Male orangutan in Sumatra's wild
Picture: Ellen Meulmann, Anthropological Institute and Museum, University of Zurich
When large areas of rainforest were cleared in Sumatra to make way for palm-oil plantations, once vast forestlands were reduced to a fraction of their former size and areas of forest that used to be conjoined became isolated from each other. Today, only a few dozen orangutans live in many of these forest areas – and they could be critically endangered for the longer term: After all, geographic isolation can lead to genetic depletion and inbreeding, both of which increase the risk of these small local populations dying out.The study conducted by the anthropologists from the University of Zurich, which is to be published in the Journal of Heredity, affords the first insights into the genetic structure that are useful for the protection of the species and optimistic in this respect. The orangutan population in Sumatra is divided into several subpopulations that are not the result of industrial deforestation, but rather of a natural origin. The population structure was created and preserved over millennia through natural obstacles such as rivers and mountain ranges.
The distinct dominance structure of male Sumatran orangutans thus constitutes a natural mechanism that guarantees the genetic exchange between the various regions of the island over long distances. As Sumatra’s interior is forested up to high altitudes, the young male orangutans can negotiate mountain ranges and bypass large rivers in the source region. Thanks to their marked wanderlust, they also considerably reduce possible negative consequences of the habitat fragmentation caused by industrial deforestation. And this ultimately offers a glimmer of hope for the survival of this critically endangered ape species.Genetic diversity points to large population
Beat Müller | Universität Zürich
Joint research project on wastewater for reuse examines pond system in Namibia
19.12.2016 | Technische Universität Darmstadt
Scientists produce a new roadmap for guiding development & conservation in the Amazon
09.12.2016 | Wildlife Conservation Society
Among the general public, solar thermal energy is currently associated with dark blue, rectangular collectors on building roofs. Technologies are needed for aesthetically high quality architecture which offer the architect more room for manoeuvre when it comes to low- and plus-energy buildings. With the “ArKol” project, researchers at Fraunhofer ISE together with partners are currently developing two façade collectors for solar thermal energy generation, which permit a high degree of design flexibility: a strip collector for opaque façade sections and a solar thermal blind for transparent sections. The current state of the two developments will be presented at the BAU 2017 trade fair.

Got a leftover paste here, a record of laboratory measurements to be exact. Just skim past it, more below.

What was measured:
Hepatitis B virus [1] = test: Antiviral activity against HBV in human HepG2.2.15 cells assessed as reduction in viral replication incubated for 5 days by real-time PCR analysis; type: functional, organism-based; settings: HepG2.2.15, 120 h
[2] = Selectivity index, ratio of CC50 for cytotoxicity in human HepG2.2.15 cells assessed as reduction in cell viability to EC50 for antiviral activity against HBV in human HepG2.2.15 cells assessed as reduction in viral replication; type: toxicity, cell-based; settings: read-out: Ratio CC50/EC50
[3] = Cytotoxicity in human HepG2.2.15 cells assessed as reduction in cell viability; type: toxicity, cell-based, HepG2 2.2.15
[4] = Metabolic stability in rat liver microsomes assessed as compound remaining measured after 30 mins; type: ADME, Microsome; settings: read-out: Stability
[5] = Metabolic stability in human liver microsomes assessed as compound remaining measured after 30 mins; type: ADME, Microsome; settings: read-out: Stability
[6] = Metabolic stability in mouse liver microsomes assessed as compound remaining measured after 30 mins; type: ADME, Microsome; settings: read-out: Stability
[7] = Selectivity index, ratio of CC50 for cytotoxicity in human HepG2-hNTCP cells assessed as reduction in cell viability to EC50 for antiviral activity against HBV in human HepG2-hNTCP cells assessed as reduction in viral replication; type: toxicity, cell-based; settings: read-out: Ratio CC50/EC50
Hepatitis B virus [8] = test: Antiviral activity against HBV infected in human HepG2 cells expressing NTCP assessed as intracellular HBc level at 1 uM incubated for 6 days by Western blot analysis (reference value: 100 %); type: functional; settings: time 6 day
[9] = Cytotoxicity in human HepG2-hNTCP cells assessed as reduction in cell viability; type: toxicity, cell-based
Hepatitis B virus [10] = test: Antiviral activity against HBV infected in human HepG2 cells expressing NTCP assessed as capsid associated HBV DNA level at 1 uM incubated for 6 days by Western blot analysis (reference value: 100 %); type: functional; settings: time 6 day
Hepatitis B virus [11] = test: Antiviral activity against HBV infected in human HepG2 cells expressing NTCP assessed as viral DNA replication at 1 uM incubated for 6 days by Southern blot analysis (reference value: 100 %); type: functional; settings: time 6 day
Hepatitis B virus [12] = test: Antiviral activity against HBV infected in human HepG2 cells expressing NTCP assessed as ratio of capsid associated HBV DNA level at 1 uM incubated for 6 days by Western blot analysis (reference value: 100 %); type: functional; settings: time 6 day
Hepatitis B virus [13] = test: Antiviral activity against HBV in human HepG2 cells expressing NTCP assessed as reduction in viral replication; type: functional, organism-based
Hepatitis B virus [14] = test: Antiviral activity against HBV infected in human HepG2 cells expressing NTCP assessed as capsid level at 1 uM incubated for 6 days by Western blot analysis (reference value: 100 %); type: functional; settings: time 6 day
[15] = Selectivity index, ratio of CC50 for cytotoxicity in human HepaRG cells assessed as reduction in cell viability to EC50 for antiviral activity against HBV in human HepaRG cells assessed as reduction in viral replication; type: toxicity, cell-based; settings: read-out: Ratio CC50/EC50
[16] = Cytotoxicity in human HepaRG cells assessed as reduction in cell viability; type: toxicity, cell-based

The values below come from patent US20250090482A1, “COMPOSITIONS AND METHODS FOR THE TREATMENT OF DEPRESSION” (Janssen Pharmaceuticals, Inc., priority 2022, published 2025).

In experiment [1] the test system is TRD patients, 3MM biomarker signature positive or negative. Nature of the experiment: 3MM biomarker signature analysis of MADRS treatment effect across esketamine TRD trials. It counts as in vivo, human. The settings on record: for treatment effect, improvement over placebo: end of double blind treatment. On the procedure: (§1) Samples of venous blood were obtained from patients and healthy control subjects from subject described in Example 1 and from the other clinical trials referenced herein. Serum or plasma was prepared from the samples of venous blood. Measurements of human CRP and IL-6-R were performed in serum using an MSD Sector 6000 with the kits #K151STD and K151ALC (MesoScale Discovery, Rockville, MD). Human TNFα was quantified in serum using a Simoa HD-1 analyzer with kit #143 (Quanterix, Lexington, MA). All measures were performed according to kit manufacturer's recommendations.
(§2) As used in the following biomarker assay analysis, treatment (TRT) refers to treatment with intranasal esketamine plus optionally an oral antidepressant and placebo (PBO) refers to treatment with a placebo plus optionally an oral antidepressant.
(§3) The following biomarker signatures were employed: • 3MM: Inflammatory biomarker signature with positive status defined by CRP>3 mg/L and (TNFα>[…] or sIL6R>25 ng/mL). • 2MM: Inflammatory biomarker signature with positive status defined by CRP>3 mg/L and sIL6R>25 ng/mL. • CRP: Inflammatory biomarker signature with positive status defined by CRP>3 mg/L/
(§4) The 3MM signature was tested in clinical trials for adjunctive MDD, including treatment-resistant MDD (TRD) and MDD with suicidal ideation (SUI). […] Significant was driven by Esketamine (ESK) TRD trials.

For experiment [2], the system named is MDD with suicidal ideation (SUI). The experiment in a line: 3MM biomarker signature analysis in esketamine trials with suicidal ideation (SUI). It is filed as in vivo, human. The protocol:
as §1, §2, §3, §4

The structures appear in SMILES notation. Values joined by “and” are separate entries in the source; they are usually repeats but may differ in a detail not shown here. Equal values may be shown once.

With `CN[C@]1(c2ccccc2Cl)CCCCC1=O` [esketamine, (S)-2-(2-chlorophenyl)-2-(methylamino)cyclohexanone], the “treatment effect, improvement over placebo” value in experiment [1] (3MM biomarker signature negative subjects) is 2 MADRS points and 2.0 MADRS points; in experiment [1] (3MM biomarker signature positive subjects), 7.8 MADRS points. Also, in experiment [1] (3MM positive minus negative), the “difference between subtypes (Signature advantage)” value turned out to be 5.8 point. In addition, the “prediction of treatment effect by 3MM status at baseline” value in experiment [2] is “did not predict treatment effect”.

As part of the “ArKol – development of architecturally highly integrated façade collectors with heat pipes” project, Fraunhofer ISE together with its partners...
At TU Wien, an alternative for resource intensive formwork for the construction of concrete domes was developed. It is now used in a test dome for the Austrian Federal Railways Infrastructure (ÖBB Infrastruktur).
Concrete shells are efficient structures, but not very resource efficient. The formwork for the construction of concrete domes alone requires a high amount of...
Many pathogens use certain sugar compounds from their host to help conceal themselves against the immune system. Scientists at the University of Bonn have now, in cooperation with researchers at the University of York in the United Kingdom, analyzed the dynamics of a bacterial molecule that is involved in this process. They demonstrate that the protein grabs onto the sugar molecule with a Pac Man-like chewing motion and holds it until it can be used. Their results could help design therapeutics that could make the protein poorer at grabbing and holding and hence compromise the pathogen in the host. The study has now been published in “Biophysical Journal”.
The cells of the mouth, nose and intestinal mucosa produce large quantities of a chemical called sialic acid. Many bacteria possess a special transport system...
UMD, NOAA collaboration demonstrates suitability of in-orbit datasets for weather satellite calibration
"Traffic and weather, together on the hour!" blasts your local radio station, while your smartphone knows the weather halfway across the world. A network of...
Fiber-reinforced plastics (FRP) are frequently used in the aeronautic and automobile industry. However, the repair of workpieces made of these composite materials is often less profitable than exchanging the part. In order to increase the lifetime of FRP parts and to make them more eco-efficient, the Laser Zentrum Hannover e.V. (LZH) and the Apodius GmbH want to combine a new measuring device for fiber layer orientation with an innovative laser-based repair process.
Defects in FRP pieces may be production or operation-related. Whether or not repair is cost-effective depends on the geometry of the defective area, the tools...
10.01.2017 | Event News
09.01.2017 | Event News
05.01.2017 | Event News
16.01.2017 | Power and Electrical Engineering
16.01.2017 | Information Technology
16.01.2017 | Power and Electrical Engineering